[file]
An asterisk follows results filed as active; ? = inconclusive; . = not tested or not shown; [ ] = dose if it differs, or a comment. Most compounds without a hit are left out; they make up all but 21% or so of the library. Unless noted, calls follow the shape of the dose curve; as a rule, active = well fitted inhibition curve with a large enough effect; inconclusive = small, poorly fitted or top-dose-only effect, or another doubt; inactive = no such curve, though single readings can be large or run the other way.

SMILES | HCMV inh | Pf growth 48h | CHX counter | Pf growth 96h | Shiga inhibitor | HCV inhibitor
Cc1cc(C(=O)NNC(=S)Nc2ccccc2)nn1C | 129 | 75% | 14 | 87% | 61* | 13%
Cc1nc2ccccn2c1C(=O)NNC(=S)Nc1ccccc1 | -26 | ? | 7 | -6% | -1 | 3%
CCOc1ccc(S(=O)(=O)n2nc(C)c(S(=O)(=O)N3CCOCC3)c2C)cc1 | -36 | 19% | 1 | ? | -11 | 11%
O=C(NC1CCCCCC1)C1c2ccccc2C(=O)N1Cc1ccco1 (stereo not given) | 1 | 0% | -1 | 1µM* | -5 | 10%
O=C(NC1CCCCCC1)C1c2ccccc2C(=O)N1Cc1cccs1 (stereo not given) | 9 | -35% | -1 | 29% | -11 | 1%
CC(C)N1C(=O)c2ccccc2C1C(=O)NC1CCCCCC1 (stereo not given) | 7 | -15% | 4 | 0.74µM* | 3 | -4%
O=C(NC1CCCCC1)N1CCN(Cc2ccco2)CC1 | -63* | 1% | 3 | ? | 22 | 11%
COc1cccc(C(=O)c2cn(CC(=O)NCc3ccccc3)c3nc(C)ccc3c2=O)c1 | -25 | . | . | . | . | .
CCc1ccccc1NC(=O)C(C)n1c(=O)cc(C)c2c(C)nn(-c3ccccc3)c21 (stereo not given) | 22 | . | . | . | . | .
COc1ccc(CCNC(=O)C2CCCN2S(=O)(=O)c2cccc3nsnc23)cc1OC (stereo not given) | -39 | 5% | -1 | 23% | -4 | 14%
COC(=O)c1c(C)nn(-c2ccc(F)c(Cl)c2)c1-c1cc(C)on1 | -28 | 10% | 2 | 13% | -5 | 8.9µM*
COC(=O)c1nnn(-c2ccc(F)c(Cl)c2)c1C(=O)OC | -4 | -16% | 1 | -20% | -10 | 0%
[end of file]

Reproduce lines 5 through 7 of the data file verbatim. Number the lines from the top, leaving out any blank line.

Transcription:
CCOc1ccc(S(=O)(=O)n2nc(C)c(S(=O)(=O)N3CCOCC3)c2C)cc1 | -36 | 19% | 1 | ? | -11 | 11%
O=C(NC1CCCCCC1)C1c2ccccc2C(=O)N1Cc1ccco1 (stereo not given) | 1 | 0% | -1 | 1µM* | -5 | 10%
O=C(NC1CCCCCC1)C1c2ccccc2C(=O)N1Cc1cccs1 (stereo not given) | 9 | -35% | -1 | 29% | -11 | 1%